But I know a lot more Johnnie football players who not only do not regret college athletic choices but would not change them for the world, and they delight in their young sons’ and current Johnnie players’ love of the game.

Gagliardi on the sidelines

This thought experiment is made more interesting at Saint John’s because of John Gagliardi’s forward looking practice methods that minimized the risk of injury in practice decades before that became fashionable.  Johnnie football alums with full information about CTE risks might rightly calculate the risk of injury to their younger selves or their sons or current Johnnies as relatively low because of John’s choices then – and growing influence now – but game day contact and injuries remain a risk under any practice regime.

These Johnnies, who would relive their football days in a heartbeat, argue that beyond their simple love of the game, football and John and Gary (Fasching) taught them life lessons that continue to pay off for years and decades after they hang up their helmets: teamwork, graceful losing, magnanimous winning, courage, perseverance, etc. etc.  In short, football helped form their character.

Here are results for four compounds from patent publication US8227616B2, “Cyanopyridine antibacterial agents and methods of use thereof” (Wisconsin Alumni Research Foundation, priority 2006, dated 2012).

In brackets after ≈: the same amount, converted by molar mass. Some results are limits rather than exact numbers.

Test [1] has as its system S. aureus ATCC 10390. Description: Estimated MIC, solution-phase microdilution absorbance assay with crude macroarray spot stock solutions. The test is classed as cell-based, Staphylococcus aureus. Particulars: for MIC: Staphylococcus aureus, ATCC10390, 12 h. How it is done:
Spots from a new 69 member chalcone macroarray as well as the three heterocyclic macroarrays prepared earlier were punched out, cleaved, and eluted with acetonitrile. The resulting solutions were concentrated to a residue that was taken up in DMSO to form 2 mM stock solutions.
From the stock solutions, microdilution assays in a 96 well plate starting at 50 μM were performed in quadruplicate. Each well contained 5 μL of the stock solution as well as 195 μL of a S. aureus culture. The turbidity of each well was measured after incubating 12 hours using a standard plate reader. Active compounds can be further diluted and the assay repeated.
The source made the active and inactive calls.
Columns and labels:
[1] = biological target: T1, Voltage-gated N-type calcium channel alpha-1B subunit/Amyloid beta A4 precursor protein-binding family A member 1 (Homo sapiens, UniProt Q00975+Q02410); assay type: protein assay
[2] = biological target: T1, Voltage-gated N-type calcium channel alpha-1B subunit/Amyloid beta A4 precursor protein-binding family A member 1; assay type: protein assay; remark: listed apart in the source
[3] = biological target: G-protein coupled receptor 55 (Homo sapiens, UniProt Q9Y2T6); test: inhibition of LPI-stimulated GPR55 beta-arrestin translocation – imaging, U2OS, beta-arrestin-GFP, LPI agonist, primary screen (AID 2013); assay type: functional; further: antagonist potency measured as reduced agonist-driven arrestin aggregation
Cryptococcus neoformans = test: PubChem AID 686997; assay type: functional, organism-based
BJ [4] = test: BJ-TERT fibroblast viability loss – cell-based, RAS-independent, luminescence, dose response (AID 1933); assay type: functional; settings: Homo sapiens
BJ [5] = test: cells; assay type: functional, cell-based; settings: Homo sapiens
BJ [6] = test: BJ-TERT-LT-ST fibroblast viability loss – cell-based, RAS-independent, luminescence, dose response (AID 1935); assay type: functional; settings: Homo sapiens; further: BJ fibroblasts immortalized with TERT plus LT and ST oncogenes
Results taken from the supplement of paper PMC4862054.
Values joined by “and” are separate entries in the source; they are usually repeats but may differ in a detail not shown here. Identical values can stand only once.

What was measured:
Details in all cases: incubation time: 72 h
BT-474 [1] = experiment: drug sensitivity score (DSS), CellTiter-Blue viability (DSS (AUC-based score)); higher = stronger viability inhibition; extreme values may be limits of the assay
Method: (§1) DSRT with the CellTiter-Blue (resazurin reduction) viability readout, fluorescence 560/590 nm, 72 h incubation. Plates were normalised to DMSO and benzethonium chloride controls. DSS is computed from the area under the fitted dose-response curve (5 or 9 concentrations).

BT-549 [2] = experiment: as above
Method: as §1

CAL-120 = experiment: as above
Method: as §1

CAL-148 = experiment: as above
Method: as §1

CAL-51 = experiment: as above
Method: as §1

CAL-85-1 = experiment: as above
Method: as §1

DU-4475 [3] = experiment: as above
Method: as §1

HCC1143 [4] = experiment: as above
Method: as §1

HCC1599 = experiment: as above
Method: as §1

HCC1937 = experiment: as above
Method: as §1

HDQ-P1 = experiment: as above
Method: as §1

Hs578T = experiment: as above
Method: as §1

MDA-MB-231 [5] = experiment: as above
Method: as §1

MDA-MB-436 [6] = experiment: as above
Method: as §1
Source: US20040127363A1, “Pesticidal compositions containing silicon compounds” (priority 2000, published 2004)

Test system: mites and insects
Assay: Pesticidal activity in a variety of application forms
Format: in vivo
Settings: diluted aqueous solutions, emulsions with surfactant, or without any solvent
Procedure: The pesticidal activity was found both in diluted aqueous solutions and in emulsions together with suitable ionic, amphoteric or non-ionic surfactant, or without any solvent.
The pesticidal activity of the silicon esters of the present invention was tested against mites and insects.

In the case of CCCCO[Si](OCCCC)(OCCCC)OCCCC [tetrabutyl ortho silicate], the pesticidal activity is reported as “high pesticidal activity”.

Life lessons can be learned in many ways, but I think it is safe to say they can rarely be learned cost free.  Football has provided many generations of American boys and men pleasure and learning.  While there can be little doubt that playing football carries with it risks, especially of head injuries, that are real and far better understood than ever, those risks have to be set off against the real benefits football provides those who play.

Parents must make thoughtful and informed decisions for their sons, and young men must make such decisions for themselves, but each decision is personal and the answer is not obvious.

Concussions and character are inextricably intertwined in this most American of sports.

Football sidelineApproximately 175 young men reported for football practice in Collegeville last week.

SJU opens against UW-Stout on September 1.

Go Johnnies.

By |August 17th, 2018|Categories: Alumni|0 Comments